In response to this statement the American College of Surgeons released the following letter, which goes on to decry the gross exaggeration of what a surgeon makes on a given operation. In addition it states that misinformation regarding healthcare does nothing to further the debate, adn that the surgeon patient relationship could be damaged as a result. Also, interesting is the many surgical subspecialties that signed on to the letter. This was not just the American College of Surgeons (ACS), but it also included everything from the American College of Obstetricians and Gynecologists to most if not all of the surgical specialties (Urology, Orthopedics, ENT etc.).
More recently the American Medical Association (AMA) has come out in support of the current legislation that passed in the house relating to health care reform. In a letter to Speaker Pelosi, the AMA applauded many of the proposed changes that the bill would enact--specifically they stated that the bill would expand coverage, reform the insurance industry, and protect patient-physician decision making.
Not long afterwards the ACS shot back with this letter to the senate, cosigned by 21 other specialty organizations. It rebutted several of the points made by the AMA and focused on several key issues that it had with the bill.
Additionally they reaffirmed the need for Tort reform in this statement:
CHICAGO: The American College of Surgeons applauds Democrats – led by House Majority Leader Steny Hoyer (D-MD) – for recognizing the need for Congress to address medical liability reform as part of the overall health care reform bill currently under consideration. Over the past few weeks, we have been encouraged to have heard Democrats and Republicans across the country talking with constituents at town hall meetings about the need to address this important bipartisan issue.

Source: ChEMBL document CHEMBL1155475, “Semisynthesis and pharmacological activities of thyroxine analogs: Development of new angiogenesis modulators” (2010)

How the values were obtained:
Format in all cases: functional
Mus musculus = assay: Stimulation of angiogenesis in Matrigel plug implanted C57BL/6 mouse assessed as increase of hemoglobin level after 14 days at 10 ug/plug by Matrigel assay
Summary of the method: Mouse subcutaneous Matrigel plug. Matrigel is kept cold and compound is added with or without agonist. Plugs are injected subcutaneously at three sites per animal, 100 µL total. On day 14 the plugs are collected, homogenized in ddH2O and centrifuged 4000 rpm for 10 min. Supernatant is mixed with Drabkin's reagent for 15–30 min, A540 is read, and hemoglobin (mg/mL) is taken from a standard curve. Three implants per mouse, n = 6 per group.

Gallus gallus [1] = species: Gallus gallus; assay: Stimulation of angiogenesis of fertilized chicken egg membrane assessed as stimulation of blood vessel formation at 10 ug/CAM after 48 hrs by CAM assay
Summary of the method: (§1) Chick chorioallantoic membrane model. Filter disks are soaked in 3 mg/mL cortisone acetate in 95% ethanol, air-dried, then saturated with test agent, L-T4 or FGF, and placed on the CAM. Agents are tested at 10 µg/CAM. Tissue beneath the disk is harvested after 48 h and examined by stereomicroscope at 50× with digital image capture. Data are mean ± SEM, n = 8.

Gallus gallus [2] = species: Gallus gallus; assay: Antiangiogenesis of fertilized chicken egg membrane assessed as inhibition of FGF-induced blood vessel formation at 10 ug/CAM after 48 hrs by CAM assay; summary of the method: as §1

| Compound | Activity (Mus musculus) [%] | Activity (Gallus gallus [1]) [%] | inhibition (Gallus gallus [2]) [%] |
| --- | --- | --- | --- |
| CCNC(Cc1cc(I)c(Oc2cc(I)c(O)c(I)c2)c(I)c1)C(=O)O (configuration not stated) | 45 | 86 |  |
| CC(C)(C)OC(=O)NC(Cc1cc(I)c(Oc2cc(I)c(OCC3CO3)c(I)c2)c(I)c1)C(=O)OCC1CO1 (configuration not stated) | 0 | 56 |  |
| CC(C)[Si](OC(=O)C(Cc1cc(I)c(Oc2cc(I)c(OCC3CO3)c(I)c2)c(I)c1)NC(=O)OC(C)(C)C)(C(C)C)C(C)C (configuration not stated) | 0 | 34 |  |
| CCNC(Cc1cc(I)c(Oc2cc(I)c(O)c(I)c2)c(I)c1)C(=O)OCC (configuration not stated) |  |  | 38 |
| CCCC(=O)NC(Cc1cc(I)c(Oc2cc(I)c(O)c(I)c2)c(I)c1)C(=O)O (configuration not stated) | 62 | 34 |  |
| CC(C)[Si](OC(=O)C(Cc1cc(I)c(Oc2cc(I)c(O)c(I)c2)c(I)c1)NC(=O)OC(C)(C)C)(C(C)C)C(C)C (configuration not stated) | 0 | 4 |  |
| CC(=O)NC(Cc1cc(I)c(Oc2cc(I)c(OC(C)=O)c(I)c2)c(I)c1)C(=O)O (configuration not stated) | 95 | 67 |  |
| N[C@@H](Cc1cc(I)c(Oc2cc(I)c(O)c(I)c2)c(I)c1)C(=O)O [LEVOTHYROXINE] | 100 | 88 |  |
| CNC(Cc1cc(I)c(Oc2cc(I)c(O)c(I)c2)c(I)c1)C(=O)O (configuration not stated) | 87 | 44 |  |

The current climate in this country is one in which surgeons and other physicians are forced to practice in an environment of defensive medicine, sometimes ordering additional and possibly unnecessary tests in order to avoid lawsuits. Addressing medical liability reform as part of the overall health care reform bill will help to stem the tide of rising health care costs.
The American College of Surgeons urges President Obama to make medical liability reform a more central component of his call for overall health care reform. Further, we urge the leadership of both the House of Representatives and the Senate to include this important issue in the bills that they will take up in the coming weeks.
Here is President Obama speaking to the AMA regarding Tort reform.
Recently, the ACS has released a side by side chart of the House and Senate bills, along with what they view as some of the drawbacks.
The battle lines seem to have been drawn, with the AMA standing with the president and the majority of the Democrats (except Tort reform), while the ACS and most Republicans stand in opposition (although both groups support repealing the Sustainable Growth Rate provision--something opposed be most Republicans and some Democrats). It's interesting to me how this has happened, I wonder if the average surgeon would describe themselves as being right-leaning politically and the average medicine doctor would say they are left-leaning, or whether this is just how the chips fell in this one instance.